The Jordanian Royal Hashemite Court announced the start of Jordan’s official celebrations of the wedding of the country’s Crown Prince, Prince Hussein bin Abdullah II, and Ms. Rajwa Khaled Al-Saif, starting today, Wednesday, for two days.
A statement issued by the Jordanian Royal Hashemite Court said that Jordan’s King Abdullah II will hold a dinner in Bani Hashem’s racks at the Royal Hashemite Court today, Wednesday, on this occasion, attended by more than 4,000 invited members of Jordanian society.
The banquet will include paragraphs highlighting the diversity and originality of Jordanian heritage, such as poetry, singing and songs. On the other hand, sources told Asharq Al-Awsat that the Jordanian monarch sent a speech regarding the nature of the occasion, in which the celebrations continue until Friday evening.
Prince Hussein is the eldest son of King Abdullah II, and he was born in Amman on June 28, 1994. A royal decree was issued on July 2, 2009, naming him Crown Prince, ending the period of vacancy. Constitutional since 2004.
And it was announced last year in the Saudi capital, Riyadh, about Prince Hussein’s engagement to Saudi Arabia, Rajwa Al Saif, the youngest daughter of Mr. Khalid bin Musaed bin Saif bin Abdulaziz Al-Saif, and Ms. Azza bint Nayef Abdul Aziz Ahmed Al-Sudairi, and holds a bachelor’s degree in architecture from Syracuse University. » in New York, USA.
The prince adheres to the traditions of the Jordanian wedding
It was remarkable that Prince Al-Hussein bin Abdullah maintained the traditions of the Jordanian wedding, which he started by responding to the invitation of comrades-in-arms to a (summer evening) held by the Jordanian Armed Forces (the Arab Army). amidst the revelers.
Queen Rania Al Abdullah also hosted a traditional henna ceremony and dinner, which was attended by more than 500 invitees from all over the Kingdom. The ceremony witnessed various performances by Jordanian artists, musicians and folkloric performance groups. The party featured henna artists, who presented unique designs to the guests using temporary natural henna dye. The henna ceremony is an ancient tradition in the Middle East and is believed to bring blessings to the couple.
According to Jordanian customs, King Abdullah II will host tonight a royal dinner for more than 4,000 Jordanians, where “Mansaf” food will be served, which is the traditional and most famous national dish in Jordan and has been included on the UNESCO list of intangible cultural heritage. Also, the dinner party tonight is a Jordanian tradition for male children that they usually hold to ensure that invitations are sent to the widest possible range of relatives, neighbors and friends, and the dinner is interspersed with paragraphs that highlight the Jordanian heritage.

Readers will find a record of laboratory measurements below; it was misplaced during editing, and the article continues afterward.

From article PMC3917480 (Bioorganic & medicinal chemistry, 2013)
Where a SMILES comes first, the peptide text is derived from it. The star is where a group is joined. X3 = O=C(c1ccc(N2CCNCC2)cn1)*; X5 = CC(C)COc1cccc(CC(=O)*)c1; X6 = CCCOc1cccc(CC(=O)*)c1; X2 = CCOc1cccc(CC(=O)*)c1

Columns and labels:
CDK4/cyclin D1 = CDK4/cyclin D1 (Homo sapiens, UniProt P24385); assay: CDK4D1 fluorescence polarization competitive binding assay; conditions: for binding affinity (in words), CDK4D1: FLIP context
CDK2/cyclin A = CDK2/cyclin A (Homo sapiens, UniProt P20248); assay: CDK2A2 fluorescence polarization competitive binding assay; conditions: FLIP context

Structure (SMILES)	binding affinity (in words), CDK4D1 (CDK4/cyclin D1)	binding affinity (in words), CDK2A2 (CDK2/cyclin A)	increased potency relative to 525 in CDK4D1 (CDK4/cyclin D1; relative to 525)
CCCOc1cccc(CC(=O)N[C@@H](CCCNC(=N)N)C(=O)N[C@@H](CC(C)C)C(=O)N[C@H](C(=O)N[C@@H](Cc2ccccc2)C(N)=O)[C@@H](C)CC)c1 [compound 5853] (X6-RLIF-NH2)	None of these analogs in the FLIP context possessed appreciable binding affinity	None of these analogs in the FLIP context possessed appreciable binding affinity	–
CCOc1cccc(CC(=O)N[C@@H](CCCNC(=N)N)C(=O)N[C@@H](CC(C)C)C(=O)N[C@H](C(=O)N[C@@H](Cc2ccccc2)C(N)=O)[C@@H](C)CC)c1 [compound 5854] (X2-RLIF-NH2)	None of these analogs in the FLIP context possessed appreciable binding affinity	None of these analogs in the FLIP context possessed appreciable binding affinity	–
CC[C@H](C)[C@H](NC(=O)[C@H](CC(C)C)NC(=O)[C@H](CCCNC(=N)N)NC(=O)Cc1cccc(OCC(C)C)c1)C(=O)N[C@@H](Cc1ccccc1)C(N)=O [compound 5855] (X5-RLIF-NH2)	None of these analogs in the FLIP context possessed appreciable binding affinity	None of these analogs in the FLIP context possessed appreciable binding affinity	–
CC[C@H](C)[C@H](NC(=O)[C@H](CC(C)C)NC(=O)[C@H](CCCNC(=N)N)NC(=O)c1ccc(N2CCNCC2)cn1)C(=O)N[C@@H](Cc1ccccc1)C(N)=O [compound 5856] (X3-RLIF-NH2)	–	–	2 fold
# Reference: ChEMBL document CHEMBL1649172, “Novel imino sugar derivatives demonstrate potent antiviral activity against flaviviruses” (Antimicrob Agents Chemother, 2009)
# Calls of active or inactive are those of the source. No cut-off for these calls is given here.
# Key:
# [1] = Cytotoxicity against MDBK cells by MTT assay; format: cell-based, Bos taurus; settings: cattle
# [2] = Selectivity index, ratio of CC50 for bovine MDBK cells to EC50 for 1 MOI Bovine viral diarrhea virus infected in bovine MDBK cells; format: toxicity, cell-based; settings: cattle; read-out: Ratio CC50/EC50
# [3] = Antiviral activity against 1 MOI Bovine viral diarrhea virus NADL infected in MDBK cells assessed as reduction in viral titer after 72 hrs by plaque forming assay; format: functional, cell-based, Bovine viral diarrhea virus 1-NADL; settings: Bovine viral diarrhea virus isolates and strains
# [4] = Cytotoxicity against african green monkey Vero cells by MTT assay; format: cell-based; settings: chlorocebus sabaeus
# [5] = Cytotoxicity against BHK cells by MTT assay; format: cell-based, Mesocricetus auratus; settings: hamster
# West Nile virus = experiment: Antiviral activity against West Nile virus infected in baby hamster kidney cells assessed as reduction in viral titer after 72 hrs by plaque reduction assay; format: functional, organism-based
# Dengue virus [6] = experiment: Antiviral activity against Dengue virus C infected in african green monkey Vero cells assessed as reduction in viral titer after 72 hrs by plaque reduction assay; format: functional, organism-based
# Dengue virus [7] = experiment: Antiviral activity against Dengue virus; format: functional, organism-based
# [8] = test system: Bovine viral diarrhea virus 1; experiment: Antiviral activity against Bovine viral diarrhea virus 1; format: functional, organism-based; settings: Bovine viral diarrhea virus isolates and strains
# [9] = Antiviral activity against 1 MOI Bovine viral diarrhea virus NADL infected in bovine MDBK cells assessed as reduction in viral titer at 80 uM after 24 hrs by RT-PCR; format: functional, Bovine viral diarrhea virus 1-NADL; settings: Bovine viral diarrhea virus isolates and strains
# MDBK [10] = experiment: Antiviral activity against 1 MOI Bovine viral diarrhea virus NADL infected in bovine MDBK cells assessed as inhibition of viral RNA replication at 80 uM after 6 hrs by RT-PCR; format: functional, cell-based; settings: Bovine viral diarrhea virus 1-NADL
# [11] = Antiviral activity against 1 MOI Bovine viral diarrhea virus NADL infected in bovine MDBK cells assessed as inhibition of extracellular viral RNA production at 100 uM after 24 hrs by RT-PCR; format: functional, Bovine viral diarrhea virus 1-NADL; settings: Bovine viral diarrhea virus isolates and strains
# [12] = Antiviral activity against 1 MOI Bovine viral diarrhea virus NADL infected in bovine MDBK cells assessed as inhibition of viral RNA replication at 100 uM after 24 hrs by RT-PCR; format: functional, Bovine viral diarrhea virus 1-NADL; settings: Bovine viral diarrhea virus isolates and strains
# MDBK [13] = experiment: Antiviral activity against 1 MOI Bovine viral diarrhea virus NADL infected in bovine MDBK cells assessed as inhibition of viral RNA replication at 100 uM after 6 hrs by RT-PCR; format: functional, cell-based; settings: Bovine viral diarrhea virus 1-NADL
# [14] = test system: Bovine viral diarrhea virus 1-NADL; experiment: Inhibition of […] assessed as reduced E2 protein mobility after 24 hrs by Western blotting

A wedding with political connotations
The designation of Prince Al-Hussein bin Abdullah II as Crown Prince in 2009 ended a debate about the second constitutional position in the country, especially after the position remained vacant for about 5 years, after the removal of Prince Hamzah bin Al-Hussein, the half-brother of the King, from the position.
And the Jordanian constitution stipulated in Article (28) that “the throne of the Hashemite Kingdom of Jordan is hereditary in the family of King Abdullah bin Al-Hussein, and the inheritance of the wedding is in the male children of appearance according to the provisions.” The children of that eldest son, and so on, layer after layer.” Paragraph (a) of the same constitutional article states that the king may “choose one of his male brothers as crown prince, and in this case the king’s mandate will pass from the owner of the throne to him.”
At the end of 1998, Jordanians recalled the story of changing the mandate of the Covenant in the last days of the life of the late King Hussein and at the height of his illness, as the mandate of the Covenant at that time was transferred from his brother, Prince Hassan bin Talal, to Hussein’s eldest son, Prince Abdullah II, as a commitment to the traditions of succession to the throne as rules Well-established, at a time when constitutional exceptions are considered a guarantee that the throne will not be vacant.
When the Jordanian King Abdullah II assumed the throne on February 7, 1999, he chose his half-brother, Prince Hamzah, as crown prince, and about six years later, King Abdullah II exempted Prince Hamzah from the mandate of the covenant, moving away from the constitutional controversy that accompanies Such changes usually occur, and it is a right guaranteed by the constitution to the king under the provisions of Article (40) thereof, as the second clause of paragraph (a) states: “The king exercises his powers by a royal will without the signature of the prime minister and the relevant minister or ministers in various cases.” The first came Those powers are “choosing the crown prince.”